Life Round Here
Life Round Here opens with a really complex sounding synth, that goes through abrupt changes in sound between phrases. Start with the 2 oscillator template and switch Oscillator A's waveform from sawtooth to square, with the pulsewidth set to 8 o'clock, creating a colourful oscillator blend. Set the cutoff to 2 o'clock and add a small amount of envelope modulation to the filter, with a medium decay and no sustain for a subtle plucking effect. Lastly, reduce the keyboard tracking (KBD) to 2 o'clock, which will change the way the filter affects high and low frequencies; reducing it will open up bass notes more compared to the higher frequency notes. Lastly, turn on the unison mode and turn voice detune up to 21%. This will set all of Prophet-V's voices to double the same note, and you may need to turn down the output volume to prevent the synth from clipping! After programming the patch, I duplicated the track and altered some of the settings in the duplicate, such as turning off unison mode, adjusting the filter cutoff, and lessening the reverb effect.
I initially struggled to replicate the synth in Retrograde, but the solution ended up being an obvious one. The patch consists of both oscillators detuned, one square and one sawtooth, with the filter left wide open. To clean the sound up a little I turned down the volume of the square wave oscillator a little. Why does this simple patch sound so good on Retrograde? It's to do with how good the oscillators on the Prophet 08 sound, the voicings of the chords, and the way it sits in the mix on the recording. I suspected there were some effects applied to the Retrograde synth to make it sit so well in the mix, so I experimented with Ableton's Flanger effect and came up with some pretty cool results. I ended up using the Techsys preset and dialling back the feedback to make it sound more natural. Check out the synth with, and without, the flanger effect.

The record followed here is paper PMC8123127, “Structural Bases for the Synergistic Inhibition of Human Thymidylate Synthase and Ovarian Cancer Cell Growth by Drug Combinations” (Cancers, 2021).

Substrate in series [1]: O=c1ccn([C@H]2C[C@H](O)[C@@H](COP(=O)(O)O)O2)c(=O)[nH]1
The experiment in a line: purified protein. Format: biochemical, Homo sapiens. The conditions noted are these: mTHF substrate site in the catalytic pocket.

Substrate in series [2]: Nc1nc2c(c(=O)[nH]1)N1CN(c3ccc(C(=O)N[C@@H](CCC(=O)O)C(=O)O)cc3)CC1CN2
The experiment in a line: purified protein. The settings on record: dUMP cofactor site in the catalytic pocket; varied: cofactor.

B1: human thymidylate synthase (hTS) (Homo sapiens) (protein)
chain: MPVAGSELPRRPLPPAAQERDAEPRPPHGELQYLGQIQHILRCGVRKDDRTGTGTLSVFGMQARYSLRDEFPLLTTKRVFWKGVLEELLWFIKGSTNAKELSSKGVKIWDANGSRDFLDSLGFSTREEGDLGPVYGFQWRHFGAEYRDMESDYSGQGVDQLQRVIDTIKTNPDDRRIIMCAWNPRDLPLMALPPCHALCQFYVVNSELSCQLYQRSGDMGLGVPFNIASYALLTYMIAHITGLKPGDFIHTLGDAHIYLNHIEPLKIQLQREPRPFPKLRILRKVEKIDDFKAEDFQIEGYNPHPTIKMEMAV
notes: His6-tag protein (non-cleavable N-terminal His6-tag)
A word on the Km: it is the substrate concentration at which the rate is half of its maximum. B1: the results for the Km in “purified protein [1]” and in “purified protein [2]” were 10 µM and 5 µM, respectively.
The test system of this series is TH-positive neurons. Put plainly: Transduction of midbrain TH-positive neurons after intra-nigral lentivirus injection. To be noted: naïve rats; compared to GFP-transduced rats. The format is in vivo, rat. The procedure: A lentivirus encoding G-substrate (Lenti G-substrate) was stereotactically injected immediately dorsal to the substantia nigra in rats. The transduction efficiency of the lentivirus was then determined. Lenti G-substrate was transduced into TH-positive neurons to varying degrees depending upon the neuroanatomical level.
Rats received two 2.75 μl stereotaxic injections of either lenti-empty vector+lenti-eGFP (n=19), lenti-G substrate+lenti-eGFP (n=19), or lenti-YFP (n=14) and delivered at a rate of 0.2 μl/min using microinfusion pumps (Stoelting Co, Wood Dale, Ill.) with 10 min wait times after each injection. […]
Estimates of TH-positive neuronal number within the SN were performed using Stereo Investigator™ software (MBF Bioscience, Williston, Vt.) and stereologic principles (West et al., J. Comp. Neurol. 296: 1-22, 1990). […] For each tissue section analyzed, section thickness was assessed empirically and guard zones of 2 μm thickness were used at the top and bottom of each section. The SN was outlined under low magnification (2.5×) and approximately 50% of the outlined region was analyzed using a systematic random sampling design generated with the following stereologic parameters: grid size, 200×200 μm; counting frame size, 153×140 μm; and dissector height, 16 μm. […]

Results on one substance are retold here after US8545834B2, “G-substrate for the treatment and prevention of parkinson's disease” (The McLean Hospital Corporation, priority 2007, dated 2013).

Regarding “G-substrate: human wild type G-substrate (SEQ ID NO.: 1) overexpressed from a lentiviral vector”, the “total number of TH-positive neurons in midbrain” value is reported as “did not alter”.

Thanks for reading! If you like the sound of the synths in James Blakes music, then be sure to check out some of the Dave Smith Instruments hardware synths, the Prophet 08 was my first synth, and as great as Arturia Prophet V is, the Prophet 08 definitely has a character that can't be replicated by software. If you want to go bigger than the Prophet 08, you can check out the Prophet 12, and the Pro 2 and Mopho synths are also worth checking out. It's also worth noting that James Blake songs don't involve a lot of complex layering, instead relying on the bare minimum tracks to convey the song. Additionally, this minimalism allows him to create intimate space in his music, as well as allowing his voice room to breathe.
"He [James Blake] takes a lot of stuff out and ends up with very skeletal pieces." - Brian Eno